A Social Experiment: Travelling Solo (Part 2)

I’m taking part in a social experiment to discover what it’s like to travel alone and join a group of strangers on a tour. The destination didn’t really matter; it was the social aspect I was interested in.

I quickly found somewhere that suited my timeframe and budget.

However, just days before leaving I realised in my haste to book something, it appeared I was heading off on an adventure tour which would be full of 18 to 30-year-olds.

I am old enough to have kids that age!

I arrived and checked into a seedy-looking hotel in Auckland, which was the meeting place for the tour.

I was advised my room was on the third floor. I just needed to take the lift, which was around the corner, to the second floor. Then go through the double doors, along the corridor, through another set of doors, up a flight of stairs, down the hall way and I’d find my room on the left.

Easy.

I just hoped there wouldn’t be a fire.

I found my room and to my relief it only had two beds and it had an ensuite. Not exactly luxury, but not exactly back-packer dorm style.

My roommate had obviously already checked in and had left to go exploring before the 6.30pm meeting time.

I could see her suitcase in the corner with the LAX (Los Angeles Airport) bag tag. She’d left a small denim jacket on the bed, along with a hairbrush and large make-up bag. It didn’t take me long to deduce she was a petit, well-groomed, American teenager.

This poor girl was going to be stuck sharing a room with the ‘old woman’ of the group. I could see it now; all the other teens/early 20s would be looking at her with a sympathetic pout.

What have I done!

I decided to go for a wander in the city.

To say I was distracted is an understatement. I only realise this now, when I look back at my photos and realised this was the only one I took.

I remember thinking, I’m a tourist I should take photos.

I have no idea who this statute is of or why he is significant in Auckland. But this is my first photo as a solo traveller.

Fail.

Time to Face My Fears

The wait was over; it was time to meet the group. I returned to the hotel and the receptionist pointed me in the direction of the meeting room.

Outside the door, I hesitated, held my breath, closed my eyes and opened the door. The next few moments seemed to go in slow motion, it felt like I was having one of those outer body experiences.

When I opened my eyes, the first person I saw was a young bloke in his early 20s, I let out a groan as I released my breath. I put on a false smile and walked towards him. Trying desperately to give an air of self-confidence.

I may have fooled him.

I introduced myself and asked what I was meant to be doing; my self-confidence was blown.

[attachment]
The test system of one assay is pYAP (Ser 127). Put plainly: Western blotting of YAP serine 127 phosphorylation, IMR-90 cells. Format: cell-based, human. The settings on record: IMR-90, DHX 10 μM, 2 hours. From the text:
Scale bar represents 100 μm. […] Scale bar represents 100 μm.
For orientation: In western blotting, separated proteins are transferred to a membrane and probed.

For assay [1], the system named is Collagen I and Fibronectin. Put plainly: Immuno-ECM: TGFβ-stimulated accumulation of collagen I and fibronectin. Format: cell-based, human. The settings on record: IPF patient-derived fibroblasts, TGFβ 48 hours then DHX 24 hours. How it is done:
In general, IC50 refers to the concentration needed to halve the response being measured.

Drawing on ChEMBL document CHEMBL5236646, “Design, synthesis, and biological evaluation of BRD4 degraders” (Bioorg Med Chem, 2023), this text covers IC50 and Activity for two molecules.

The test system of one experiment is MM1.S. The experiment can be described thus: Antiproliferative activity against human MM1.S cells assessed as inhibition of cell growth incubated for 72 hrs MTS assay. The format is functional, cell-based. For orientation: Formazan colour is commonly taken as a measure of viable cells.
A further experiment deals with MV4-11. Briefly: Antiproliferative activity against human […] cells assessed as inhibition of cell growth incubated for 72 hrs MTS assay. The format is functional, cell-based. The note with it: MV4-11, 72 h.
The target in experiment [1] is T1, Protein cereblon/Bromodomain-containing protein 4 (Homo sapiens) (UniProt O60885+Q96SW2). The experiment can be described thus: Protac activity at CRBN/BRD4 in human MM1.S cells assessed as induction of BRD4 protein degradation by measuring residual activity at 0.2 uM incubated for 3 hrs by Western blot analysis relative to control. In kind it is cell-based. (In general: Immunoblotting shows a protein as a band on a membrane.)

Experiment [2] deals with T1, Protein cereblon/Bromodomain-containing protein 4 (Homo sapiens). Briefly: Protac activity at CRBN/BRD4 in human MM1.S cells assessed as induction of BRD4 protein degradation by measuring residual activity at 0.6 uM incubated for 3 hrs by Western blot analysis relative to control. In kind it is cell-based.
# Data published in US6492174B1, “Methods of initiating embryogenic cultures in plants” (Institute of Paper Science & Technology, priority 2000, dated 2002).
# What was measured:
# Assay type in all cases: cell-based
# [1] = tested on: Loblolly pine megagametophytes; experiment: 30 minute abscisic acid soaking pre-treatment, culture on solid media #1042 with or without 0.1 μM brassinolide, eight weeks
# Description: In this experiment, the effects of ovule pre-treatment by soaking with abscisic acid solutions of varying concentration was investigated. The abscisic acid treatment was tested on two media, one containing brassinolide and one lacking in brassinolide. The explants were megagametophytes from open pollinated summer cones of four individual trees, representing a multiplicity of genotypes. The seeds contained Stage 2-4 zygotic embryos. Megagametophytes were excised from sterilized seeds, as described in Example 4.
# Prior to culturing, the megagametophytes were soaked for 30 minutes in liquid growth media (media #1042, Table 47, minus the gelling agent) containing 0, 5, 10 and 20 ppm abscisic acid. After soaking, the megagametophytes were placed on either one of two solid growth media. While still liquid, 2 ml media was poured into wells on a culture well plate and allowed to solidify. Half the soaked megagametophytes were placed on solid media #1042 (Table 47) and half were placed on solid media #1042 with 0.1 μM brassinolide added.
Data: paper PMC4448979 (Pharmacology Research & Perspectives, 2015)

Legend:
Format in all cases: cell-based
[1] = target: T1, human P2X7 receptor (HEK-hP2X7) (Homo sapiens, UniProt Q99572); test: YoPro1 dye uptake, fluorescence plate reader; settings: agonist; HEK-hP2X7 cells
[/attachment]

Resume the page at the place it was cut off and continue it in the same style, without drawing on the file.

He told me he was the guide and the group were the other side of the room, behind me, and I was to go over and introduce myself to them.

Just as I started to turn to face the group, and again, in slow motion, he leaned towards me and sort of whispered, ‘By the way, I’m the youngest person here.’ Which completely threw me, my body was still slowly turning towards the group, but my eyes were still fixed on this young lad, trying to make sense of what he had just said, searching his face for clues; reassurance.

How could he be the youngest? In my mind, they were all going to be 18-year-olds.

Then the slow motion stopped and we went back to normal speed. The noise of group’s chatter hit me, I quickly scanned the group, my eyes darted from person to person.

Then, before taking a step towards them, I leaned back to the young guy and whispered, ‘I think I might be the second youngest!’

He giggled. He was as nervous as I was.

You have no ideas how relieved I was, these people were my age, some were older, some were younger. But there were no 18 to 30-year-olds as far as I could tell.

I felt like my nightmare had just become a dream.

I was going to be okay.

There were 16 in the group, two Americans, six Canadians, two Indians, two Swiss, an Englishman, Irishwoman and Scot (sounds like a start of a joke) and myself.

I fell slap-bang in the middle, age-wise. I cannot put into words the relief I felt.

There were six of us, travelling alone. I wasn’t quite the big, brave solo traveller I thought I was! Well, I was, but so were they.

My Roomy

My room-mate turned out to not be a American teenager, but rather a 40 something, attractive, stylish, Canadian high school teacher.

She told me she’d been travelling on her own for years, and had only just discovered the small tour group style of travelling. She regretted not finding this mode of travel years earlier.

As a single female, she said, it was fantastic. She has got to meet some great people and made lifelong friends. She also got to discover places she would struggle to find herself without weeks researching the destinations. And most importantly, it was safe.

She leads a very busy life, running a successful business in addition to her teaching. She was more than happy to let someone else take the reigns and tell her each day, where she needed to be and what she’d be doing.

She could switch off and really connect with the people and places. It suited her perfectly.

I spoke with a happily-married 60-year-old Englishman. This type of holiday was not something his wife would enjoy, so he travels alone. He can travel and still keep in close contact with his family back home.

It was a win-win for him and for his wife, as she too got to go on the type of holiday which suits her.

I slept like a baby that night; I probably had a relieved smile on my face as I slept.

It was early days, but so far so good. At this stage, I believed, it was going to be okay.

A fun bunch to travel with​

NEXT: The results of my social experiment

Read the conclusion

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